Their younger son, Marshall, throws a large house party at one point with tons of underaged drinking and doesn’t get disciplined at all. An offense that literally could send both Max and Tara to jail in many states.
I guess perhaps there are families out there like that, I’ve just not come across them. But the “cool dad” trope isn’t even my biggest issue. My biggest issue is the man is somehow portrayed as this amazing freakin’ saint when it comes to Tara and the alters. I’m sorry, I do like that Hollywood isn’t having domestic drama overshadow the DID stuff, but good god Max, get mad like a real person sometimes!
I was actually watching part of season one with my boyfriend, Army, and he agreed that Max was very unrealistic. He agreed that there are great men out there that would be as supportive as they could, but all the shit that goes down in season one would definitely cause some real anger. Especially when it came to stuff that upset/hurt the children. Max seems to constantly choose his wife over his childrens’ wellbeing and I’m not sure how I feel about that message.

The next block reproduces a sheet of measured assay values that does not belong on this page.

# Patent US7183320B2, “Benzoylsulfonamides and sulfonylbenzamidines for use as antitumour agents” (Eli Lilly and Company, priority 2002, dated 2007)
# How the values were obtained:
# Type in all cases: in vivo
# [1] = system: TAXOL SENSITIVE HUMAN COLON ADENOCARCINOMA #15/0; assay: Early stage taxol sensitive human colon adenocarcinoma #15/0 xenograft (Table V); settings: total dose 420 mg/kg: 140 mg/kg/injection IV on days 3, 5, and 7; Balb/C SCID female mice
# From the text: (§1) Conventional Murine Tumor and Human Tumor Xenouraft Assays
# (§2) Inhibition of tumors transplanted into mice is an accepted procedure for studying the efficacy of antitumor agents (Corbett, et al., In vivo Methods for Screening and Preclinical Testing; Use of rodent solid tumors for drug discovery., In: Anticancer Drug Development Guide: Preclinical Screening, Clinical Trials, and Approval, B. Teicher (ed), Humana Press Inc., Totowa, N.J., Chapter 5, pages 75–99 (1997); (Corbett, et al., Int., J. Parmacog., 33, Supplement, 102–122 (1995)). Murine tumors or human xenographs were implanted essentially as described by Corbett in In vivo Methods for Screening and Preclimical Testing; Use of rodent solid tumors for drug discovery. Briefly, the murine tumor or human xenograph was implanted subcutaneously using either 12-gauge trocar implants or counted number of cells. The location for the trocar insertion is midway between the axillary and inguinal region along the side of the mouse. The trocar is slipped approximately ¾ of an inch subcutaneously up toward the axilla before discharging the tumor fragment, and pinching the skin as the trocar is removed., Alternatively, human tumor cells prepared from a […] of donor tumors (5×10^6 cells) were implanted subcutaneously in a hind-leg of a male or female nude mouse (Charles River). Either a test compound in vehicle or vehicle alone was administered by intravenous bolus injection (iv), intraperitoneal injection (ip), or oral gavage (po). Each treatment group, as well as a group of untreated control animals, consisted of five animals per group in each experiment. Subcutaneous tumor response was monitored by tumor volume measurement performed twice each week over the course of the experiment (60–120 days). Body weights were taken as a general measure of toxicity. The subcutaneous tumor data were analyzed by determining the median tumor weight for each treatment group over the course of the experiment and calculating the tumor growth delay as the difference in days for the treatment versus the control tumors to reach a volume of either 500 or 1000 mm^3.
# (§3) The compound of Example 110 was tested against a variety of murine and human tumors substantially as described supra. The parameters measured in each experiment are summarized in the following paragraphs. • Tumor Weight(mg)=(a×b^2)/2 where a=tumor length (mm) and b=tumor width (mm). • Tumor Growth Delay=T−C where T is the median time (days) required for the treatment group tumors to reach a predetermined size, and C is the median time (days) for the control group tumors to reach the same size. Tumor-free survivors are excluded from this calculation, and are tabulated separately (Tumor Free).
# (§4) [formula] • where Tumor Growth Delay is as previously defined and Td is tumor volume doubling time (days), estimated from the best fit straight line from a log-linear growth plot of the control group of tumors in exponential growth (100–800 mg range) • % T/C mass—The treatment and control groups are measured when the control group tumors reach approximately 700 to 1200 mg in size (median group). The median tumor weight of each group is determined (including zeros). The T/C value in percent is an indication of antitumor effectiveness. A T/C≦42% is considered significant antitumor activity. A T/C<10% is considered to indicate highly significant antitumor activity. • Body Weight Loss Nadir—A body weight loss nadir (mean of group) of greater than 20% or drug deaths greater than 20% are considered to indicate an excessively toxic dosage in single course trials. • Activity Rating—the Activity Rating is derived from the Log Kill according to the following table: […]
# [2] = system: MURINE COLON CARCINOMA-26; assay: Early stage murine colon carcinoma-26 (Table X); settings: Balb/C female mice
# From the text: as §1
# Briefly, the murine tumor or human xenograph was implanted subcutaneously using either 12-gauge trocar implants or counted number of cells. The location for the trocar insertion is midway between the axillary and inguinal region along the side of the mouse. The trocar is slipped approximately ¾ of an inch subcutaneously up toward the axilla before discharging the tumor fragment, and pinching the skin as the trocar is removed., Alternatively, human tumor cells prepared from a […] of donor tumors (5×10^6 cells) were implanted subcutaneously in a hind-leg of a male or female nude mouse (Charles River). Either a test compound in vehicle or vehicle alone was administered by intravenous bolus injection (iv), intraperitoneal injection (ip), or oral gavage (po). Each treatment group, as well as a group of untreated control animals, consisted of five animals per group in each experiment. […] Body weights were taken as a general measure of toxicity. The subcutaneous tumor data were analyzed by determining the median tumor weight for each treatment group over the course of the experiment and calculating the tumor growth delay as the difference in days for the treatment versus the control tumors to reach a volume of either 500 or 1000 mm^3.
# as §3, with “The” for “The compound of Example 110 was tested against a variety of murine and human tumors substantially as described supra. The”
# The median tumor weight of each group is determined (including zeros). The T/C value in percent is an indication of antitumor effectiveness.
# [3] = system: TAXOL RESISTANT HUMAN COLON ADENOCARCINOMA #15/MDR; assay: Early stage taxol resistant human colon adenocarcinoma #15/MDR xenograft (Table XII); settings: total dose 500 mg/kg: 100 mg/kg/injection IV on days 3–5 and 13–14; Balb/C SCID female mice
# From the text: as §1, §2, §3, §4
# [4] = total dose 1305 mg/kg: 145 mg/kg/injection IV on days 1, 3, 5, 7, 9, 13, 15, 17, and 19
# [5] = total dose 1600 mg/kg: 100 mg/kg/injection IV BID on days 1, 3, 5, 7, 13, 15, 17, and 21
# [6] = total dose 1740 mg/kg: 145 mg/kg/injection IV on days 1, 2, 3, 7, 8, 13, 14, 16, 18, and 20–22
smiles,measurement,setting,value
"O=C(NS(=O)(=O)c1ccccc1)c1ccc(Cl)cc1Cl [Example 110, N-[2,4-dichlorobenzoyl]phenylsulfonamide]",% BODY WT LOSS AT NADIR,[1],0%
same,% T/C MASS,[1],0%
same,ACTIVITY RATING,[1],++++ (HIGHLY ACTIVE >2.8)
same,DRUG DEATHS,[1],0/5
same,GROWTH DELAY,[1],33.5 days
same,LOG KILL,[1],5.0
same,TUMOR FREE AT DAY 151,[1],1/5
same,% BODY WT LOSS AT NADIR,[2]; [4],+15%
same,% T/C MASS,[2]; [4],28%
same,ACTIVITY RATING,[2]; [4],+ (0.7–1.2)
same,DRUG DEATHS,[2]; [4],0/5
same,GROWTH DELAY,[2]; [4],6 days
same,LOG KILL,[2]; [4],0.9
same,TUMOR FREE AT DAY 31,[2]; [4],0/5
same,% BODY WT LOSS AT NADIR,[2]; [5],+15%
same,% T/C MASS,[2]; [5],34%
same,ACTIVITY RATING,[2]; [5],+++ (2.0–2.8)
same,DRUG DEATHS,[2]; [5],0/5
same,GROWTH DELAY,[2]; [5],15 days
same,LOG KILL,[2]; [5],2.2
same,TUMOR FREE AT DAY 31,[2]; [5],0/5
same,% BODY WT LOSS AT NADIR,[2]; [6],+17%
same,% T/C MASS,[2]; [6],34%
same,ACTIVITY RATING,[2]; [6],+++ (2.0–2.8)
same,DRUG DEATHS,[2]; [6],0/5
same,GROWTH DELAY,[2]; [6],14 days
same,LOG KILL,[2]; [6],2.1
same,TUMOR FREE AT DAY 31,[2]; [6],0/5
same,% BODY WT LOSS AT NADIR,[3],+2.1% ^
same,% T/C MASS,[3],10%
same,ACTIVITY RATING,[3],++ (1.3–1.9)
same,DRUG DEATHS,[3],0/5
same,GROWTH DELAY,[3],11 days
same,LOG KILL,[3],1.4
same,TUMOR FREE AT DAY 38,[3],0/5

I get that I may be bias, but this is my review. So I get to vent about it 🙂
#3- Therapy is pure EVIL
Okay. Third biggest issue. Therapy. Therapy is a joooooke in this show. The whole thing.